In addition to website and forums, there are other electronic tools that can offer help and inspiration. You can also check out podcasts, online magazines, apps and more. Search your favorite electronic device to get ideas.

Your Career: Finding Your Calling

With so much to cover in my initial category postings, I was only able to touch on each change or dilemma briefly. The intent of Wednesdays’ posts will be to elaborate on specific changes you may want to make, and how to move forward in them. I will offer general information and ideas to get you started or move you along, and each Wednesday will cover a different topic.
When it comes to taking charge of your career, if you find yourself a “jack of all trades, master of none,” or simply find yourself floundering, unsure of how to start, this post is for you.
Finding your niche, or “calling” can be a lot easier said than done. I know. It was my biggest hang-up when it came to changing careers. I didn’t want just another job. I wanted something that was meaningful to me, that I would enjoy, that I could see myself doing for years, that wouldn’t bore me. Definitely easier said than done!
Your criteria may be different. Perhaps you’re not as picky as I was (for your sake, I hope you aren’t!) and will have better luck finding something that “clicks” for you. Perhaps you have a few career paths that interest you and you’re just trying to narrow them down. Perhaps you’ve got some ideas floating around in your mind. Or perhaps you have no idea where to even start.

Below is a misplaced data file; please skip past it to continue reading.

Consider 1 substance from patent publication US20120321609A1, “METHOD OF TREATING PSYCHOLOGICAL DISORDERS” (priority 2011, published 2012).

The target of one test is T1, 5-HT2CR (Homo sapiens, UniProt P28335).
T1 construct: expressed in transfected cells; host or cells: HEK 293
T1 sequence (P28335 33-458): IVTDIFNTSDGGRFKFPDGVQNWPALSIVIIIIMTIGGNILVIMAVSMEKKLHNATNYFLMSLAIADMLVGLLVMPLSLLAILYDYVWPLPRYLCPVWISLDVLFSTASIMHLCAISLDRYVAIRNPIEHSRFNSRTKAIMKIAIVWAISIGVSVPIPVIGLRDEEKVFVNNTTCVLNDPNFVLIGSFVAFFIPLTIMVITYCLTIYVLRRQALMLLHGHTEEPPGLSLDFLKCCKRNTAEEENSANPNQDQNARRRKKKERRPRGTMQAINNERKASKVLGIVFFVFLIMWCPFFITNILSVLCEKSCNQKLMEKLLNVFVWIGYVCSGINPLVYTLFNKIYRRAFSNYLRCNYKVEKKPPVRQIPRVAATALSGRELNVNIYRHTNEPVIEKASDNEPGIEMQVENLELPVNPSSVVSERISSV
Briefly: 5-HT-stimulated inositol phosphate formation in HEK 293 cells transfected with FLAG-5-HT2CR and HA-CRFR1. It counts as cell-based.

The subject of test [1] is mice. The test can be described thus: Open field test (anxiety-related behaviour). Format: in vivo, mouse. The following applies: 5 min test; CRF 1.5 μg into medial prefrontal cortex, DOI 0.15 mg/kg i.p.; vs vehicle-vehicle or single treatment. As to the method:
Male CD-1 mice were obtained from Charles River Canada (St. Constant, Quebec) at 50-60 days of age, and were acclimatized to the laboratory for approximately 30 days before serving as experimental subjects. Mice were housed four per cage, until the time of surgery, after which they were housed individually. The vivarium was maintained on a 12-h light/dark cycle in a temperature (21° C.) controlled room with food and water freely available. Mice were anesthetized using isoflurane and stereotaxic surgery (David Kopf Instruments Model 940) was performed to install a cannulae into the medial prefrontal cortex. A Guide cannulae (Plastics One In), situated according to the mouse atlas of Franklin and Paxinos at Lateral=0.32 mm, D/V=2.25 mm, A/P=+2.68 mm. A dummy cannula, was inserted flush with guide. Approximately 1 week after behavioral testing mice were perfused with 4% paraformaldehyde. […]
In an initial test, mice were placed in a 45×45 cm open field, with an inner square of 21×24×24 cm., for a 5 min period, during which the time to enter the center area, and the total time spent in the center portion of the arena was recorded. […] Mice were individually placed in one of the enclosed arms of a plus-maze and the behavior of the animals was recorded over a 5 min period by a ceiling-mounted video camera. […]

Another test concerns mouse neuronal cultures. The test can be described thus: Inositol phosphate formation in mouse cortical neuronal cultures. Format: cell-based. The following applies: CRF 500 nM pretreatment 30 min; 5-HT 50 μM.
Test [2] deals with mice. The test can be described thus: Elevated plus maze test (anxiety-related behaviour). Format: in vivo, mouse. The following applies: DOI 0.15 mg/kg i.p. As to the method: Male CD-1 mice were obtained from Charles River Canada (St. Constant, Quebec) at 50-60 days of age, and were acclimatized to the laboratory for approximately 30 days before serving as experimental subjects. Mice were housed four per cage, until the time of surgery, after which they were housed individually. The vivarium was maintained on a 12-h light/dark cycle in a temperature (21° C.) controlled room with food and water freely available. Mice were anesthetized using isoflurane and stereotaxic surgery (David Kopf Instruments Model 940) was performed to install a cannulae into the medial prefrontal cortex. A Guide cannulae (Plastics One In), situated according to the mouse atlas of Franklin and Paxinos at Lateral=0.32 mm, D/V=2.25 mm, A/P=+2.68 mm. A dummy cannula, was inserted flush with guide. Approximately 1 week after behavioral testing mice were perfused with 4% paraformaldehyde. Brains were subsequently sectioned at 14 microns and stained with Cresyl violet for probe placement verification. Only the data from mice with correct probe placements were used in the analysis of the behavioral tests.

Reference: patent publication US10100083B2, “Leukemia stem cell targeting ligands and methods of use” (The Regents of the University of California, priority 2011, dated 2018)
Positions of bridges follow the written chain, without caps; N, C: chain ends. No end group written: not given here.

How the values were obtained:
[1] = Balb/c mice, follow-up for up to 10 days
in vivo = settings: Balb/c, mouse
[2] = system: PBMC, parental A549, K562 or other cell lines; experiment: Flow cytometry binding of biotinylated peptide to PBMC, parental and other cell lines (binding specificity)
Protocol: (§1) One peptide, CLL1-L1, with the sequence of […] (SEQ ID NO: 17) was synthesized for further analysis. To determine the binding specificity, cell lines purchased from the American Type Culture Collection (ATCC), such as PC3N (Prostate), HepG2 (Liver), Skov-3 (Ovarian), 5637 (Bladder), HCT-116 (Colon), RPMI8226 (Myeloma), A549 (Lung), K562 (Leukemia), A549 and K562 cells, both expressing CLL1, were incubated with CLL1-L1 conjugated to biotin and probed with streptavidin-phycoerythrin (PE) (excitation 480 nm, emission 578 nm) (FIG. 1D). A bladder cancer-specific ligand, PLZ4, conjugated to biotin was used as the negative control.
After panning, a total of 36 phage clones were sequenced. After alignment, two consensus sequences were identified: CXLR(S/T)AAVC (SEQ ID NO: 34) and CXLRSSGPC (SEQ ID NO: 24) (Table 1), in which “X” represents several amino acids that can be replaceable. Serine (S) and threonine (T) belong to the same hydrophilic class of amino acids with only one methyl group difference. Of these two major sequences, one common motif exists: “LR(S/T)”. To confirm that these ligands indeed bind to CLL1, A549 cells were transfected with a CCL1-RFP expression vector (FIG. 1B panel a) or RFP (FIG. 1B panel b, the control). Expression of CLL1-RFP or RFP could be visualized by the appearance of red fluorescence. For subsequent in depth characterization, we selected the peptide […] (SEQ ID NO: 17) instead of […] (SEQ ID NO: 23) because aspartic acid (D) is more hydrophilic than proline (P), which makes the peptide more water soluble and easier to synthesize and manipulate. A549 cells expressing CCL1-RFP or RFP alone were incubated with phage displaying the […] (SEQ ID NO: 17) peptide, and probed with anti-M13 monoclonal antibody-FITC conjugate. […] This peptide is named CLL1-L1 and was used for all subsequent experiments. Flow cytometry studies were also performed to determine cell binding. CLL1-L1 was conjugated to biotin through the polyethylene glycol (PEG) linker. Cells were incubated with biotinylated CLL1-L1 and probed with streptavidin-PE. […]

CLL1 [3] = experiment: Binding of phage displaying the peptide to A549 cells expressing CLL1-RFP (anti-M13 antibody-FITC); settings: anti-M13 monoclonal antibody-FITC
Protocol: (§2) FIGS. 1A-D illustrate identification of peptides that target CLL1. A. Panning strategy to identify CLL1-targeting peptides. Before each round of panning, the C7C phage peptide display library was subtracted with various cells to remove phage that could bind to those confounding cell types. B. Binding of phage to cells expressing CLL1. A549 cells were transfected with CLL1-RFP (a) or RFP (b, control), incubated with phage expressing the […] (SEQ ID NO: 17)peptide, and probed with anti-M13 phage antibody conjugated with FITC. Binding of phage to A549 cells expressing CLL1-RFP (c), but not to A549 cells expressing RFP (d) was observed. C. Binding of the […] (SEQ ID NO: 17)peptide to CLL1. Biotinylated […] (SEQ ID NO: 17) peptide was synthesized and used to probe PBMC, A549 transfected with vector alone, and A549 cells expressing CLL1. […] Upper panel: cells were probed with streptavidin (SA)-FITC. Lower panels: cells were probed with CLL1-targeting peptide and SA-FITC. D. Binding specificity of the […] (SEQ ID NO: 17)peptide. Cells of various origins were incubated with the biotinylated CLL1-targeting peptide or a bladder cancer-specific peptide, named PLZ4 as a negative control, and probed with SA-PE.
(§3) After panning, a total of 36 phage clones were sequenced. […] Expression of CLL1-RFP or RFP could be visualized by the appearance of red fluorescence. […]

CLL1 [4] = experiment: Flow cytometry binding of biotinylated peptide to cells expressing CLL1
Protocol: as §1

What’s Important to You?
Before even thinking about which career path to choose, you may want to take a few moments to think about what’s really important to you. What qualities are you looking for in a job? Are you looking for something with a consistent schedule, steady paycheck and great benefits? Are you looking for something that lets you think creatively, coming up with ideas that are “outside the box” on a regular basis? Do you want to work with people or independently? In a large corporation or mom-and-pop operation?
The questions are endless, but only you can really answer them. Only you will know what’s important to you, what will make you happy. If you relish working independently but find yourself in a job that requires you to be part of a team, would you be OK with that? If you need the security of a steady paycheck but find yourself drawn to a commission-only profession, how will you deal with that?
Taking the time to really evaluate these criteria, before you fall in love with a job that won’t work for you, will help ensure you find a career that is truly the best fit.
Getting Ideas
Once you know what’s important to you, it’s time to start exploring your options. Whether you have an idea of what you might want to do or not, getting a feel for what’s out there will help you be sure of your choice.
I found one interesting way to get ideas was to take personality tests. You answer a bunch of questions, and your answers are interpretted to give you an idea of which category your personality falls into. Included in the results are usually famous people who had your personality type and some career ideas that may appeal to you. Using these tests as a starting point may inspire you and lead you into a direction you hadn’t even considered. Below are some online tests to get you started.
There are other ways to brainstorm career ideas, too. Think about hobbies or interests you have and visit online job search sites, such as CareerBuilder or Monster. Type your hobby or interest in the keyword search box and see what comes up. The jobs don’t even have to be local; you’re just brainstorming here. Or you can do a Google search with your hobby or interest and “job” or “career” to see what comes up.